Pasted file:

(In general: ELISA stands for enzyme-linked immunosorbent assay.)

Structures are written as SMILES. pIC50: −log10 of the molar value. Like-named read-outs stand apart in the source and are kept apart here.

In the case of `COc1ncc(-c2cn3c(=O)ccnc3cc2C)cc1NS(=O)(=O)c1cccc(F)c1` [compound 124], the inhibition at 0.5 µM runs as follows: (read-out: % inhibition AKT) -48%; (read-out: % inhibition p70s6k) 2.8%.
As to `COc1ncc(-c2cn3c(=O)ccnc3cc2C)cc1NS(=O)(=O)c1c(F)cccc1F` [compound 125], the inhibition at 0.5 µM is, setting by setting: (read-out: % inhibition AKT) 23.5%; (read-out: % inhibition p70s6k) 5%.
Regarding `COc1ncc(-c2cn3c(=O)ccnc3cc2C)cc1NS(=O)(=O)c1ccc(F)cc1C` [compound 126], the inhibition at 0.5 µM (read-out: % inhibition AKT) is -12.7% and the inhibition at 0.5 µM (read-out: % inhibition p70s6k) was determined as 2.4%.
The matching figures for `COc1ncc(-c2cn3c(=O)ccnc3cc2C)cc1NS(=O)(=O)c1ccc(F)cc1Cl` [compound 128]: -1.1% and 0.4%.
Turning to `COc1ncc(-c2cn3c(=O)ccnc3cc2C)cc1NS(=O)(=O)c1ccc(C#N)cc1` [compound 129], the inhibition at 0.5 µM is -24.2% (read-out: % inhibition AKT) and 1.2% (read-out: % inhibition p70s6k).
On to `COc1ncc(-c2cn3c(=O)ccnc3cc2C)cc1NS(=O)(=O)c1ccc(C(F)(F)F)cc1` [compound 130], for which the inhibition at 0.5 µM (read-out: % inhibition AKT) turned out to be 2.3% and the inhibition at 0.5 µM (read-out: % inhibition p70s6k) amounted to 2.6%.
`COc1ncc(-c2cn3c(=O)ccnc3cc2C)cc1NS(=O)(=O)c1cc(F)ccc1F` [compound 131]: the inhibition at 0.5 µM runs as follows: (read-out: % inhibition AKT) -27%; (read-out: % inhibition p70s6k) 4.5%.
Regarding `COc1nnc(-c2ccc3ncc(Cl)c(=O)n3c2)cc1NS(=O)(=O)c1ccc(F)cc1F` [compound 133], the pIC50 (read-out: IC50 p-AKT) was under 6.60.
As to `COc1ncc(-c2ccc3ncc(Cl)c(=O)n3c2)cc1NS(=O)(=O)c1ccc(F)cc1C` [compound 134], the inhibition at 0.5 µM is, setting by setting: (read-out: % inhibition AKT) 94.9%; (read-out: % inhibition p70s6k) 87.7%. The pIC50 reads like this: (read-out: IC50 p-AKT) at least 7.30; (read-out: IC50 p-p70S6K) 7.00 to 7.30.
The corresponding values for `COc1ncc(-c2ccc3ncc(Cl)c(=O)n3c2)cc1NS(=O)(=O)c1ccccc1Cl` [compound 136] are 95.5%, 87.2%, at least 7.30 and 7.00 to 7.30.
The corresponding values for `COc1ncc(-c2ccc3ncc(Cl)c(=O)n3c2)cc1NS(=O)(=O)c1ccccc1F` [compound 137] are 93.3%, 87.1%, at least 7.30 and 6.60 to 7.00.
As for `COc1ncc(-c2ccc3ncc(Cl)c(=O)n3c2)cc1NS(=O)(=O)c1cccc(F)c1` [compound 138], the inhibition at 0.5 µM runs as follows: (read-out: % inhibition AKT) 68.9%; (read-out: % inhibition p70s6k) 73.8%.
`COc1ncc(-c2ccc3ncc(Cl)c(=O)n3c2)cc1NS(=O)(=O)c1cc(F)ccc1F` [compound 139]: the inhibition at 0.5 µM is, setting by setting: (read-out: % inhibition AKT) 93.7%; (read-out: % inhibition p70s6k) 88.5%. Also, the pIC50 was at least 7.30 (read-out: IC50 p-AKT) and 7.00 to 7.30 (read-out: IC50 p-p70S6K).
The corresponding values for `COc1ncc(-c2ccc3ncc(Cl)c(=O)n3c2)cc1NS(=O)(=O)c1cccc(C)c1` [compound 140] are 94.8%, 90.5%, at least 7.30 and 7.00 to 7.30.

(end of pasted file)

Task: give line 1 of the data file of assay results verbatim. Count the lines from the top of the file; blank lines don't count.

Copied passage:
(In general: ELISA stands for enzyme-linked immunosorbent assay.)